Working from home: information and privacy challenges

· January 28, 2021

Like many GLAM sector workers, I’ve been working from home since the end of March 2020. This means that instead of being in an office full of colleagues who are other information professionals, I’m working next door to my partner, who is an allied health professional. This situation has brought us some information management challenges.

Prior to the pandemic, my partner rented his own private consulting rooms. He was also a member of a group practice which offered confidential receptionist and administrative support, and where he was able to store a locked filing cabinet containing his hardcopy clinical records. Because of coronavirus, he had to shift his practice fully online, could no longer maintain his private rooms, and was no longer able to remain part of the group practice. This meant that he, his practice, and his physical records, had to move to working from home.

Securing hardcopy and digital records

There were a number of information management and recordkeeping issues that arose with this situation. Firstly, the physical records. These are in a locked cabinet, but for additional security he had a secure lock installed on his bedroom office door. As well as protecting the hardcopy records, this also protects the laptop he uses for online consultations, clinical notes, and correspondence. So while it has the unfortunate effect of changing our domestic space into one in which he has a massive security lock on his bedroom door, which isn’t exactly welcoming to me, it does at least mean that any records in his room, hardcopy or digital, are physically secure (he also takes additional steps to digitally secure the electronic records, but this hasn’t been affected by the change to working from home).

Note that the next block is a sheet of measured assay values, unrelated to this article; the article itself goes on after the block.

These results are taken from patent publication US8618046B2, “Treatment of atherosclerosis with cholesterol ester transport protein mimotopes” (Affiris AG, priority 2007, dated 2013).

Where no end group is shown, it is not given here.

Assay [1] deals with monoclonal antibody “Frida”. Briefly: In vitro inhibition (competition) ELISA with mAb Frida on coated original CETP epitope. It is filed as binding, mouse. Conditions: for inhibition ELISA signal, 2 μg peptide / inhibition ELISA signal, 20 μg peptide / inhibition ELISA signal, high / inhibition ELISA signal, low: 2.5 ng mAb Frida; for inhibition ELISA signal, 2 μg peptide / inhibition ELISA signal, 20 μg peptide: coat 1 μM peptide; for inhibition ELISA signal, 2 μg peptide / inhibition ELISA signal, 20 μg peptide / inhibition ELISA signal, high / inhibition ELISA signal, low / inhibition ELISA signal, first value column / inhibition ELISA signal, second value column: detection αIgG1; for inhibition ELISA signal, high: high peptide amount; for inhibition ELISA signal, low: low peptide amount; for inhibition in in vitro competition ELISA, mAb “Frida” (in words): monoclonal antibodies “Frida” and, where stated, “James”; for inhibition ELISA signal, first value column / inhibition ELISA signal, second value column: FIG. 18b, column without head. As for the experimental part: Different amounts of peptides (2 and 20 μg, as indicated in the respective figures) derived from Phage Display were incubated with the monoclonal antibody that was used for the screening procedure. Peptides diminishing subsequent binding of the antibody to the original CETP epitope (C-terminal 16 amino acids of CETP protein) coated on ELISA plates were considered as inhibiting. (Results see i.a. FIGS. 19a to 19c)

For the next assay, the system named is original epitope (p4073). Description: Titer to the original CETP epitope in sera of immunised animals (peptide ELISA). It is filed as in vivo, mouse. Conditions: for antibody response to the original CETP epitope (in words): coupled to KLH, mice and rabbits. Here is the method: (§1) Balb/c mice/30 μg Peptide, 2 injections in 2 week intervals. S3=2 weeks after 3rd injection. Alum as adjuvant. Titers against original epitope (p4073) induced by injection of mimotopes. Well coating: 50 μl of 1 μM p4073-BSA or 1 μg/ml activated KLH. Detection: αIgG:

Access to information for emergencies

Then there was the issue of emergency planning. When he was part of a group practice, there was a receptionist who would be able to contact people in case of an emergency. However, now that administrative support isn’t available, we discussed what the options would be. We decided that, because of the proximity I have to the situation and because I have a good understanding of privacy and confidentiality as an information professional, if something were to happen to him in an emergency scenario it would make sense for me to be the one to contact the people he sees to let them know. For this to be possible, however, I would need to be authorised to access their names and contact information.

My partner discussed his concerns relating to the changes happening in his practice with a clinical supervisor and explored relevant ethical and legal requirements for his new situation. Based on this reflection and advice, he prepared a formal confidentiality document for me to sign, as well as a document for the people he sees explaining the situation. This included explaining my relevant professional background in recordkeeping and information management, disclosing that we are personally related as part of the informed consent process, and the proposal that I be granted access to their name and contact details so that they could be contacted in case of emergency. He got in touch with all the people he works with and asked them to read the document. He then discussed the proposal with each of them to make sure they understood and offered alternative options for anyone who might be uncomfortable or who might have what’s called a ‘dual or multiple relationship’ with me – meaning that they might already know me in another context. They all appreciated his careful approach to a complicated and unexpected situation, and they all agreed that I should have access to their name and contact information for this purpose.

Preventing oral privacy breaches

Finally, there was the issue of sound transfer. We didn’t want to risk an oral privacy breach due to sound carrying through walls or doors, having already gone to some lengths to protect hardcopy and electronic information. This has involved a multi-pronged approach involving white-noise machines, heavy rugs, insulating wall drapes, and careful furniture placement.

I think we managed the transition to working from home together pretty well, and would say that, on the whole, an information worker and an allied health worker make surprisingly good neighbours.